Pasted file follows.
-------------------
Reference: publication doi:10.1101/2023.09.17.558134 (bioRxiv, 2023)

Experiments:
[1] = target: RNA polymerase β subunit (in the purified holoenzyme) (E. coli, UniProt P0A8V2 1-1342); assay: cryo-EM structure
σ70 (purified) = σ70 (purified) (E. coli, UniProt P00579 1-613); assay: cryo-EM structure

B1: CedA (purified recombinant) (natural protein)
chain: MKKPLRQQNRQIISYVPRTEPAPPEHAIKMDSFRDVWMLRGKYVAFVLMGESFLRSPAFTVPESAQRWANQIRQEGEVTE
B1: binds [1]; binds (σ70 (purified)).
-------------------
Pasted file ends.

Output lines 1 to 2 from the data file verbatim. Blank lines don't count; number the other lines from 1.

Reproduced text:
Reference: publication doi:10.1101/2023.09.17.558134 (bioRxiv, 2023)

Experiments: